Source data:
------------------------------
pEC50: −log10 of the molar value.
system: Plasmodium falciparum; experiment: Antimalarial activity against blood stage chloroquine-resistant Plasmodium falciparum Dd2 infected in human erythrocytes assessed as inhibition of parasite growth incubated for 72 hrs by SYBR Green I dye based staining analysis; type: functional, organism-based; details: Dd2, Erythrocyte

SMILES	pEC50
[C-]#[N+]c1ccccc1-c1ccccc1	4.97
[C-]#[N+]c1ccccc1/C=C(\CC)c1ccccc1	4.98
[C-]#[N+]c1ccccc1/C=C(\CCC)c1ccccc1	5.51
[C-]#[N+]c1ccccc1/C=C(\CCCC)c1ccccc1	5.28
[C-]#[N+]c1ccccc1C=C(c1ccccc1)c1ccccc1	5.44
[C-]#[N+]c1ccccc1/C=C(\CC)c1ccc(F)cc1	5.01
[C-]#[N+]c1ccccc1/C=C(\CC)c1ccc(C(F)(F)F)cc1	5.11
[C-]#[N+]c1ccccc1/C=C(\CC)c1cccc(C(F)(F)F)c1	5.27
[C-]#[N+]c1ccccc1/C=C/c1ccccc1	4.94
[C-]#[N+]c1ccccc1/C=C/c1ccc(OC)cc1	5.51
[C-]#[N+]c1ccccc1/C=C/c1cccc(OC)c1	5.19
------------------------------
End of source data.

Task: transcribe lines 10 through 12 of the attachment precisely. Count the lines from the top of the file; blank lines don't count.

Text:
[C-]#[N+]c1ccccc1/C=C(\CC)c1ccc(C(F)(F)F)cc1	5.11
[C-]#[N+]c1ccccc1/C=C(\CC)c1cccc(C(F)(F)F)c1	5.27
[C-]#[N+]c1ccccc1/C=C/c1ccccc1	4.94